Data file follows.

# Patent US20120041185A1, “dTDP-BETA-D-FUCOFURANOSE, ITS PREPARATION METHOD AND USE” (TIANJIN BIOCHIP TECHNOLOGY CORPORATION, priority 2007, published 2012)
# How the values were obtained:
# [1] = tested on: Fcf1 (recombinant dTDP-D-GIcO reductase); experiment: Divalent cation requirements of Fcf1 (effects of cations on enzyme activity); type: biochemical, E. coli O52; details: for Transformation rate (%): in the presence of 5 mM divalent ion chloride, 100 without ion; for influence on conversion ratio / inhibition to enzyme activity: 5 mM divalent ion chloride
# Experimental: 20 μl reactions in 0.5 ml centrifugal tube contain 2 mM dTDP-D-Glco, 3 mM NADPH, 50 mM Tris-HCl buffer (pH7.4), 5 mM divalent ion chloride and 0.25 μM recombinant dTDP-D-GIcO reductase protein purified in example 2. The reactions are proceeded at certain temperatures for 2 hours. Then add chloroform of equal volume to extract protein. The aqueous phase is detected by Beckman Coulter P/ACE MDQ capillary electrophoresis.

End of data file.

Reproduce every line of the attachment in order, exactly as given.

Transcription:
# Patent US20120041185A1, “dTDP-BETA-D-FUCOFURANOSE, ITS PREPARATION METHOD AND USE” (TIANJIN BIOCHIP TECHNOLOGY CORPORATION, priority 2007, published 2012)
# How the values were obtained:
# [1] = tested on: Fcf1 (recombinant dTDP-D-GIcO reductase); experiment: Divalent cation requirements of Fcf1 (effects of cations on enzyme activity); type: biochemical, E. coli O52; details: for Transformation rate (%): in the presence of 5 mM divalent ion chloride, 100 without ion; for influence on conversion ratio / inhibition to enzyme activity: 5 mM divalent ion chloride
# Experimental: 20 μl reactions in 0.5 ml centrifugal tube contain 2 mM dTDP-D-Glco, 3 mM NADPH, 50 mM Tris-HCl buffer (pH7.4), 5 mM divalent ion chloride and 0.25 μM recombinant dTDP-D-GIcO reductase protein purified in example 2. The reactions are proceeded at certain temperatures for 2 hours. Then add chloroform of equal volume to extract protein. The aqueous phase is detected by Beckman Coulter P/ACE MDQ capillary electrophoresis.